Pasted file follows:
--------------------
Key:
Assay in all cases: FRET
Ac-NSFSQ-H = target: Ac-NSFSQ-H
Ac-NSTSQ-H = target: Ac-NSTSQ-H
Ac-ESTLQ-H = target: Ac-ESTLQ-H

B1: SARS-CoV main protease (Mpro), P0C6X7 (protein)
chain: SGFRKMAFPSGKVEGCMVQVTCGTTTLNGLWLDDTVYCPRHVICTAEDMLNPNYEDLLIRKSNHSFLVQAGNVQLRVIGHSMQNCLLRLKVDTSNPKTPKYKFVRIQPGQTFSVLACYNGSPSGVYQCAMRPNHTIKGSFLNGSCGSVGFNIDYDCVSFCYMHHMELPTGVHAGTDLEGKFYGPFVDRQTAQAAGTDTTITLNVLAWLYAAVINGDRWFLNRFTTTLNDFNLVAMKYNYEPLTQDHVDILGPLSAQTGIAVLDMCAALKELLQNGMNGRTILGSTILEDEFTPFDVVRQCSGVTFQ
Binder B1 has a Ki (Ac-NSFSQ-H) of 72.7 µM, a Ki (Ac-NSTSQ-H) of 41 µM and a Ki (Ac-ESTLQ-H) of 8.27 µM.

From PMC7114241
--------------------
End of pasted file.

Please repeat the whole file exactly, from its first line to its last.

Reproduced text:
Key:
Assay in all cases: FRET
Ac-NSFSQ-H = target: Ac-NSFSQ-H
Ac-NSTSQ-H = target: Ac-NSTSQ-H
Ac-ESTLQ-H = target: Ac-ESTLQ-H

B1: SARS-CoV main protease (Mpro), P0C6X7 (protein)
chain: SGFRKMAFPSGKVEGCMVQVTCGTTTLNGLWLDDTVYCPRHVICTAEDMLNPNYEDLLIRKSNHSFLVQAGNVQLRVIGHSMQNCLLRLKVDTSNPKTPKYKFVRIQPGQTFSVLACYNGSPSGVYQCAMRPNHTIKGSFLNGSCGSVGFNIDYDCVSFCYMHHMELPTGVHAGTDLEGKFYGPFVDRQTAQAAGTDTTITLNVLAWLYAAVINGDRWFLNRFTTTLNDFNLVAMKYNYEPLTQDHVDILGPLSAQTGIAVLDMCAALKELLQNGMNGRTILGSTILEDEFTPFDVVRQCSGVTFQ
Binder B1 has a Ki (Ac-NSFSQ-H) of 72.7 µM, a Ki (Ac-NSTSQ-H) of 41 µM and a Ki (Ac-ESTLQ-H) of 8.27 µM.

From PMC7114241